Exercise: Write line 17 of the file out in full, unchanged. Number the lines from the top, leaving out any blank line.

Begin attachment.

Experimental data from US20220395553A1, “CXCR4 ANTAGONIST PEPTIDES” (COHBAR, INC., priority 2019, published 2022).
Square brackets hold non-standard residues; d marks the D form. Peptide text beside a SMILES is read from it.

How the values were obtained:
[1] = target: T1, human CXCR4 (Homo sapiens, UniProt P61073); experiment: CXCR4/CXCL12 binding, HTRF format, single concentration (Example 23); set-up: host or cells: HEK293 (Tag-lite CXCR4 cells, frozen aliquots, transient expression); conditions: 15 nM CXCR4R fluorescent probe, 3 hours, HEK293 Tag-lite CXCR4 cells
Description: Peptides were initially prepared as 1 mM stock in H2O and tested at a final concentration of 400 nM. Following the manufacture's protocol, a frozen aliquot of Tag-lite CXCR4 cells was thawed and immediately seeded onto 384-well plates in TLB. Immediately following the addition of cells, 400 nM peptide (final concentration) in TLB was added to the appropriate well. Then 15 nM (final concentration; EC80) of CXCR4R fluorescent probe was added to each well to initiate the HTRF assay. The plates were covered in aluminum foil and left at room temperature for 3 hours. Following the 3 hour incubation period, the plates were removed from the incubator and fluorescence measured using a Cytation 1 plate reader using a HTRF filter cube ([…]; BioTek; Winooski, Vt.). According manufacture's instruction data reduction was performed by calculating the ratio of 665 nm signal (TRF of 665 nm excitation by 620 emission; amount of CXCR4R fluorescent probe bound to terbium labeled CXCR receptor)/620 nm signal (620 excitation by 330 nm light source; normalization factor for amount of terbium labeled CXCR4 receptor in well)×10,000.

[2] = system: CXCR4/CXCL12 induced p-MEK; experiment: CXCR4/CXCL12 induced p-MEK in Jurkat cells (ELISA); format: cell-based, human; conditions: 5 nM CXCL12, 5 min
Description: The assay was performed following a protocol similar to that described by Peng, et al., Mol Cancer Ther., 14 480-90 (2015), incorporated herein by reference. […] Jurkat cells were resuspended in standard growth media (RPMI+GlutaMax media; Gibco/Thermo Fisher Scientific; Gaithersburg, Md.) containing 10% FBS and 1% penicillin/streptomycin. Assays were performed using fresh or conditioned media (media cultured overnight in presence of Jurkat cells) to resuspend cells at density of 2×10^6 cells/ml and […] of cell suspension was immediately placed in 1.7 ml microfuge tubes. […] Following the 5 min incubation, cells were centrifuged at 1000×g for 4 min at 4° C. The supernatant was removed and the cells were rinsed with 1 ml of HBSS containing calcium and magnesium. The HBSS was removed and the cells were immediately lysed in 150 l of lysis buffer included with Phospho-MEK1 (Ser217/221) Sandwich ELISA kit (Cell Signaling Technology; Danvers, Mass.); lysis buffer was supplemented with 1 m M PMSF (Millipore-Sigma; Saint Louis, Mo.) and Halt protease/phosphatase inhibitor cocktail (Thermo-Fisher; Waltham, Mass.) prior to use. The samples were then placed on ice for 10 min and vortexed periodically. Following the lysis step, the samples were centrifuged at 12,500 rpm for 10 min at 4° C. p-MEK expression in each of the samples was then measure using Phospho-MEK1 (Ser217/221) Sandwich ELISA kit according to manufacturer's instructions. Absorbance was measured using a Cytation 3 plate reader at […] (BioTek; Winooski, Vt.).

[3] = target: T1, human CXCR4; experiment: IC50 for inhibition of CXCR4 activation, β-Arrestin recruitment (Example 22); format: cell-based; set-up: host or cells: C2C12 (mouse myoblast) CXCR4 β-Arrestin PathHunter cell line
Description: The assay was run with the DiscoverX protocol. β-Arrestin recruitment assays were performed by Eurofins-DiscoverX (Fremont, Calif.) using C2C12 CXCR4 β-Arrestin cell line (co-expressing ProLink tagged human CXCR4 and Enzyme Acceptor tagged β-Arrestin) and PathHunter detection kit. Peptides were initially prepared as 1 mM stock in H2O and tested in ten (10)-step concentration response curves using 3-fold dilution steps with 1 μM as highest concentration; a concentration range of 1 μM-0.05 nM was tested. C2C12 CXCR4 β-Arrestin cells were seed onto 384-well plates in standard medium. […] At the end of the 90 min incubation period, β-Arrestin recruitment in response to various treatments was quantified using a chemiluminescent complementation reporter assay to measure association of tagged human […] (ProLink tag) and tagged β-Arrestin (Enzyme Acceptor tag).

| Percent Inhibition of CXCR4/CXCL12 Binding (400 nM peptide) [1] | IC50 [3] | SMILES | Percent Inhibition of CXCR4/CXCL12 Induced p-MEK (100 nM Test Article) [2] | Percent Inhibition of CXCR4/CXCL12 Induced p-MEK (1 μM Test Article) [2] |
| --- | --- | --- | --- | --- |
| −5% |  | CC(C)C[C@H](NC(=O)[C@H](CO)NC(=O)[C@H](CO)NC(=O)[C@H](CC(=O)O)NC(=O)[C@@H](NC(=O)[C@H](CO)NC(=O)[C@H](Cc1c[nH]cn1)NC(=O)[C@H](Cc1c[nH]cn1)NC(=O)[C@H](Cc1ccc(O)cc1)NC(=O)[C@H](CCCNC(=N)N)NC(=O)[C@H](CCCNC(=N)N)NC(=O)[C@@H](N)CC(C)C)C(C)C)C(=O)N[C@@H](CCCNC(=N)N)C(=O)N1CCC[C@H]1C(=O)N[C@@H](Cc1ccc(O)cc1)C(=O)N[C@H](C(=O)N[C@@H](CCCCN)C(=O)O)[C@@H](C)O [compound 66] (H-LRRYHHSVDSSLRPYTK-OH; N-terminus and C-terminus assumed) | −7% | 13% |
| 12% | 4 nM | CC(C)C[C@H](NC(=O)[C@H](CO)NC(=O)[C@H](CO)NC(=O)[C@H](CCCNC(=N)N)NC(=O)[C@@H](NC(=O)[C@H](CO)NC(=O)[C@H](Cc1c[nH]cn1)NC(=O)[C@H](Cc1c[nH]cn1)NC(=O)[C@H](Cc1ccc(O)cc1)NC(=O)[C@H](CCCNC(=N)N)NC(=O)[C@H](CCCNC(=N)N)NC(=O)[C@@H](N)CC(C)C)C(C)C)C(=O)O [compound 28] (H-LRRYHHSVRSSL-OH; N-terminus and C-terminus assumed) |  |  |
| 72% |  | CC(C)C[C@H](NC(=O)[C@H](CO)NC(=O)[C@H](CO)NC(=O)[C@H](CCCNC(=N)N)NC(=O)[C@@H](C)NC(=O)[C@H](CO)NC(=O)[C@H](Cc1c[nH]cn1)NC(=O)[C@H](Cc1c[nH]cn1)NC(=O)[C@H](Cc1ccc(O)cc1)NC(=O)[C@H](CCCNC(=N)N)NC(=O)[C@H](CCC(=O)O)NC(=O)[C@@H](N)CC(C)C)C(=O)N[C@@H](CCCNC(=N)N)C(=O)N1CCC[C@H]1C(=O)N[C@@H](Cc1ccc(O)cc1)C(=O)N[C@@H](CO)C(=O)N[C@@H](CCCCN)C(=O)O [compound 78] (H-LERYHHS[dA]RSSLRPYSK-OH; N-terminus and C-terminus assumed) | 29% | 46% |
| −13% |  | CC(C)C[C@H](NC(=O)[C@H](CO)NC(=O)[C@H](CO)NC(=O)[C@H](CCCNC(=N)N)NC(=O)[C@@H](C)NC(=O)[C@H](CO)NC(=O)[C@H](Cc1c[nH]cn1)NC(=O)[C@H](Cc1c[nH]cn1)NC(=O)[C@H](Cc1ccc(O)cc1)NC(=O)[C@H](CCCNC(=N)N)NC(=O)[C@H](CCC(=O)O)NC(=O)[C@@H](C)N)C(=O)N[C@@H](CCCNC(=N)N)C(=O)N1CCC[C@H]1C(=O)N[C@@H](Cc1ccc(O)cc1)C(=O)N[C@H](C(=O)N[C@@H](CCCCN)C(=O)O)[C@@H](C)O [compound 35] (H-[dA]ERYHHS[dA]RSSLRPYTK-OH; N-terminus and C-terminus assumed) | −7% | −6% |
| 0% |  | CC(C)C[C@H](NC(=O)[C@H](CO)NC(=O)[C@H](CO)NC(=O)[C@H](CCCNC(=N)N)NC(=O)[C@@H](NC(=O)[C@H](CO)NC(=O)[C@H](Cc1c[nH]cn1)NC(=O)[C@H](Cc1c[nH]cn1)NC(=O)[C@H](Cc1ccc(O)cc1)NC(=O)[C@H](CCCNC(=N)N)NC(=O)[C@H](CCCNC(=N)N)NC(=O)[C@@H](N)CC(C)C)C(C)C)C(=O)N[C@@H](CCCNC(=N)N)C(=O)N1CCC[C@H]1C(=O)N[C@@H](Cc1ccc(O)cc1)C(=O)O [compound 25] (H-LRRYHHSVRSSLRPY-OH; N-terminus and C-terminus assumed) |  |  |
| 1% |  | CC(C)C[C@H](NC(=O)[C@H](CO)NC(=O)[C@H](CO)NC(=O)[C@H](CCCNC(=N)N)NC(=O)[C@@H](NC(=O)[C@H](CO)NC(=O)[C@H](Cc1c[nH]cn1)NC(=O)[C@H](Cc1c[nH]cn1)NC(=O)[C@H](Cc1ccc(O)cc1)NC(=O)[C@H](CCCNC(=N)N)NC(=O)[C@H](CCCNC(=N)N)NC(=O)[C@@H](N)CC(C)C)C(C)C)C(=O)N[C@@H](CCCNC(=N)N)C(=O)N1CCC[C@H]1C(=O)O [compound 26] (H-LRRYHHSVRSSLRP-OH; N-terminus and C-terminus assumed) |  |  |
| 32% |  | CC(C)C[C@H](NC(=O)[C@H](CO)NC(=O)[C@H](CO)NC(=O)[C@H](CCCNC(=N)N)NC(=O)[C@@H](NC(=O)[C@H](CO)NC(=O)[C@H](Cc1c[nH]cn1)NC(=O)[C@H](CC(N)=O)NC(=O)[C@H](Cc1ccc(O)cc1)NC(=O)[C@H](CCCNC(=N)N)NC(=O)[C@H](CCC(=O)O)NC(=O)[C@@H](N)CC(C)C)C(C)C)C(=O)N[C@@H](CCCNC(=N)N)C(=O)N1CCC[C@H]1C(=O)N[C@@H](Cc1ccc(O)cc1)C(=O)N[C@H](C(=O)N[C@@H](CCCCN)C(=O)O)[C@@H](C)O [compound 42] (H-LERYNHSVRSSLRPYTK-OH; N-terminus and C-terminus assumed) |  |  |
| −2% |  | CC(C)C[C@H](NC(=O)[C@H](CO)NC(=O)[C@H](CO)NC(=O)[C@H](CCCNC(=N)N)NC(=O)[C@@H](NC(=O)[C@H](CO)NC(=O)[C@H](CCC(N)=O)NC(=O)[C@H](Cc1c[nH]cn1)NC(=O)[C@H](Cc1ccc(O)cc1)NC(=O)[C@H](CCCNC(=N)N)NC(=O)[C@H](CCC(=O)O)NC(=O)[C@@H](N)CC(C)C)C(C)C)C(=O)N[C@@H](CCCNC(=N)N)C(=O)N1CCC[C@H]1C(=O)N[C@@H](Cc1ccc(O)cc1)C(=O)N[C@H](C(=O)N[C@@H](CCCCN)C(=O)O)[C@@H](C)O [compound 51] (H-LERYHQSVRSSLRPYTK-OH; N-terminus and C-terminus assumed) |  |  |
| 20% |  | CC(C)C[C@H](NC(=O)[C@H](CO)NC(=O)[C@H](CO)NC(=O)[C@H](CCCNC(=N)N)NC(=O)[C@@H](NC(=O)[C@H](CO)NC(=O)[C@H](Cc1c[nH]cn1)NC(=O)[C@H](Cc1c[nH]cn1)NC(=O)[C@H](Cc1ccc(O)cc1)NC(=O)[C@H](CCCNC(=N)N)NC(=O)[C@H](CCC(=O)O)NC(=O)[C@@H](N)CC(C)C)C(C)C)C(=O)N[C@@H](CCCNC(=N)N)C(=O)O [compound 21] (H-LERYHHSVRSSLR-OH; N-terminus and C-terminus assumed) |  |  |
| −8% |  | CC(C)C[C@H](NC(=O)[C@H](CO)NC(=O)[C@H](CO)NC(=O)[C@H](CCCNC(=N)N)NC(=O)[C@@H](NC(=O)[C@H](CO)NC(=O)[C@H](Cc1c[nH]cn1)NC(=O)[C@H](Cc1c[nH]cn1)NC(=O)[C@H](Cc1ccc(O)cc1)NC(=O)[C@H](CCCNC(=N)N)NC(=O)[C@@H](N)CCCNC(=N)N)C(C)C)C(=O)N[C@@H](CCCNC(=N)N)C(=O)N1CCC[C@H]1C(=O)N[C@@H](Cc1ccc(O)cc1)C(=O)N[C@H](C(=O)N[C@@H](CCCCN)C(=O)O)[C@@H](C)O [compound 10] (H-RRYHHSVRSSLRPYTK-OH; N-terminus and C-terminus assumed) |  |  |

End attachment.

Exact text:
| 1% |  | CC(C)C[C@H](NC(=O)[C@H](CO)NC(=O)[C@H](CO)NC(=O)[C@H](CCCNC(=N)N)NC(=O)[C@@H](NC(=O)[C@H](CO)NC(=O)[C@H](Cc1c[nH]cn1)NC(=O)[C@H](Cc1c[nH]cn1)NC(=O)[C@H](Cc1ccc(O)cc1)NC(=O)[C@H](CCCNC(=N)N)NC(=O)[C@H](CCCNC(=N)N)NC(=O)[C@@H](N)CC(C)C)C(C)C)C(=O)N[C@@H](CCCNC(=N)N)C(=O)N1CCC[C@H]1C(=O)O [compound 26] (H-LRRYHHSVRSSLRP-OH; N-terminus and C-terminus assumed) |  |  |